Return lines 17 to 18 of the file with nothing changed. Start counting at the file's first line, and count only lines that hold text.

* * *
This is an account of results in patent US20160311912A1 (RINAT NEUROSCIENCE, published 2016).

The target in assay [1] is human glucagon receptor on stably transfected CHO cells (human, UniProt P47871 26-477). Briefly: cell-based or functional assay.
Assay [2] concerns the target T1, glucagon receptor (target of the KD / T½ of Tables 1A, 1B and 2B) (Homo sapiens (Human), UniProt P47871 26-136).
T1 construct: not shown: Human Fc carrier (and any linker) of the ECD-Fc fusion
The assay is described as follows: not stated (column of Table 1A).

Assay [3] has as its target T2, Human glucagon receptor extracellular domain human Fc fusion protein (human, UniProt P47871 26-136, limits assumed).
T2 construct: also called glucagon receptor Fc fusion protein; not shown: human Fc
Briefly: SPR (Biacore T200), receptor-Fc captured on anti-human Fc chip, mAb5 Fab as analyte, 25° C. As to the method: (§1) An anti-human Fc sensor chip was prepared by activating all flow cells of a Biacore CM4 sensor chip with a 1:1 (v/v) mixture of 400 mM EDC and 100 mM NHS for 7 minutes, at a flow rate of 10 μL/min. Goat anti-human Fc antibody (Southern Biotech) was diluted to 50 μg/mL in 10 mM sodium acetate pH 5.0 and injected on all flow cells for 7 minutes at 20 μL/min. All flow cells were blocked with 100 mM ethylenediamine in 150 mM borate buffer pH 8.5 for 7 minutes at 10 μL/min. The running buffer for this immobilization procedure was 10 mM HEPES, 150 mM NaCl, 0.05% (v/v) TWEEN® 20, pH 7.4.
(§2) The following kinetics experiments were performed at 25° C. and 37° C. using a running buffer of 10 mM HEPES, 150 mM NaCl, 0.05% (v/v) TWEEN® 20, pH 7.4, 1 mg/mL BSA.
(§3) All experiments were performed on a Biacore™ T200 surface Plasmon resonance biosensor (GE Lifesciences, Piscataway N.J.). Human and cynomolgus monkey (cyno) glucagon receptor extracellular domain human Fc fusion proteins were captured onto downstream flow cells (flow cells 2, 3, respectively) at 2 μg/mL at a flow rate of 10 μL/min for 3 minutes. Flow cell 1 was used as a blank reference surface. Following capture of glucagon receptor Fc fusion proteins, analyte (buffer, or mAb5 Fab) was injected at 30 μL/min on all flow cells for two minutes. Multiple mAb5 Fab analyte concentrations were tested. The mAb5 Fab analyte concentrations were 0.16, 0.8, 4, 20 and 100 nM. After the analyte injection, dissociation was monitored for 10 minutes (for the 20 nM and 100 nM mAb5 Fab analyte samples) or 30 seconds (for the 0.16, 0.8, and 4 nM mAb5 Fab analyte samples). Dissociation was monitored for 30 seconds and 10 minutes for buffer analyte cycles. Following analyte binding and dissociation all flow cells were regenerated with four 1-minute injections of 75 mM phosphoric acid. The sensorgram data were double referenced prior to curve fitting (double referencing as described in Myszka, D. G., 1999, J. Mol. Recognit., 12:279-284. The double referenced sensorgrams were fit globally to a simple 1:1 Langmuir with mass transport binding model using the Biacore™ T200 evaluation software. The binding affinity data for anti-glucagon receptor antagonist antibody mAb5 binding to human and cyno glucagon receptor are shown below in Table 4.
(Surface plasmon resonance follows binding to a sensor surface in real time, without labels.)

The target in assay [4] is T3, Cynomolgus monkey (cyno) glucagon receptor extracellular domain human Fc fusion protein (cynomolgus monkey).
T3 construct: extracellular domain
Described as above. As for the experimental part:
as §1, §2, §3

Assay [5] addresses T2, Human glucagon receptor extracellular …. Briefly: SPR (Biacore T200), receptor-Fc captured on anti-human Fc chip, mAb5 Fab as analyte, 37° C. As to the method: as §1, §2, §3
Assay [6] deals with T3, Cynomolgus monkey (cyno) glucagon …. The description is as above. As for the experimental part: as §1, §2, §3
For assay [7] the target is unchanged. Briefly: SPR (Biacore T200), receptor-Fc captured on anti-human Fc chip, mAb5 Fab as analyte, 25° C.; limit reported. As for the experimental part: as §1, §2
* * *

Assay [6] deals with T3, Cynomolgus monkey (cyno) glucagon …. The description is as above. As for the experimental part: as §1, §2, §3
For assay [7] the target is unchanged. Briefly: SPR (Biacore T200), receptor-Fc captured on anti-human Fc chip, mAb5 Fab as analyte, 25° C.; limit reported. As for the experimental part: as §1, §2